There are many different ways of conducting a housing needs survey.
At Rural Housing Scotland we have supported many communities across rural Scotland to assess their housing need. Find out about the support we can offer and get advice on the best method for your community by emailing Derek at Derek@ruralhousingscotland.org.
Postal surveys delivered to all of the households in the area are a popular way to assess housing need. This could be the community council area or the area generally felt to belong to your community.
The questionnaire can be sent by post with households returning the form in a FREEPOST envelope or to return boxes in the local shop, pub, school or church. Alternatively the questionnaire could be delivered by community members and either returned as above or picked up by community members two weeks later. The method used will depend on how confidential the questions asked in the questionnaire are.
Where you are asking questions about income you may want to use a postal method for the returns and request help from Rural Housing Scotland to collate and analyse the responses. This can give people surveyed confidence about the confidentiality of the survey and help generate a good response rate and genuine answers.
Door to door survey
An alternative to a postal survey would be to conduct a face to face survey with each household in the community. This can be effective in small communities and where there are a number of volunteers to undertake the survey.
Issues regarding confidentiality may mean this method is unsuitable. However, an outside organisation such as like Rural Housing Scotland might be better placed to conduct a door to door survey in a small community.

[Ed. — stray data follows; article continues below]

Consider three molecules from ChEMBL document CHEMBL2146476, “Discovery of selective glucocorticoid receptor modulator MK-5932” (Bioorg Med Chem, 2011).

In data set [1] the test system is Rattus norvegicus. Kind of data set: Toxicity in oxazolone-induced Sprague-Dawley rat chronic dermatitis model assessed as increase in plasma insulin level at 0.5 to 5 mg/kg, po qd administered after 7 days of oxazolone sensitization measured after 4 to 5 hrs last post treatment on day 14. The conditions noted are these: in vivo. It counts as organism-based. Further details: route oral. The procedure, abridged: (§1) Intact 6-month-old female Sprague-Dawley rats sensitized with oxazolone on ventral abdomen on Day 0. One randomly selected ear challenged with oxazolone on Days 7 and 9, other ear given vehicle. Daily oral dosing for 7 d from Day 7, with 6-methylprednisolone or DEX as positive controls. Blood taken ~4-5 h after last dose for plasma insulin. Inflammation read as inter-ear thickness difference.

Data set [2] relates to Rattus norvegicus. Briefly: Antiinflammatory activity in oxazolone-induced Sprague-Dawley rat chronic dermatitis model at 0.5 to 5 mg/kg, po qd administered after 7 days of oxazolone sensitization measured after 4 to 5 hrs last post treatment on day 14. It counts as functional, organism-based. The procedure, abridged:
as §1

Where there is obviously cases of housing need and homelessness, such as caravan dwellers or adults living with extended family, it may only be necessary to undertake a survey of people already identified as in need – either by post or face to face. If
this type of survey is chosen it is important to ensure that the whole community knows that it is happening so that households with less obvious housing needs have a chance to put themselves forward.
Pre-publicised drop-in sessions, or housing surgeries, can capture views from people with pressing housing needs, those just looking to explore different options, or people looking for information from Rural Housing Scotland or similar organisations. As well as providing help and advice to individuals on the day, the number and range of enquiries received during the surgery provides useful data to measure local housing needs and demands.
Waiting list information
As well as undertaking your own research on local housing needs it is worthwhile gathering information from local housing providers about demand for their housing. This can be the local council or housing association waiting list.
As well as the length of waiting list, it is worth finding out when the last council house was let. When we at Rural Housing Scotland undertook a housing needs survey on Colonsay there was a small waiting list for the few council houses on the island. This was not because there was low demand but because the last council let had been 14 years before so local people didn’t think it was worthwhile being on the list
Private estates can also provide information on the level of demand for their housing.
As well as looking at housing need it is also crucial to gather evidence on local house prices and the local housing market to demonstrate there is a lack of local affordable housing.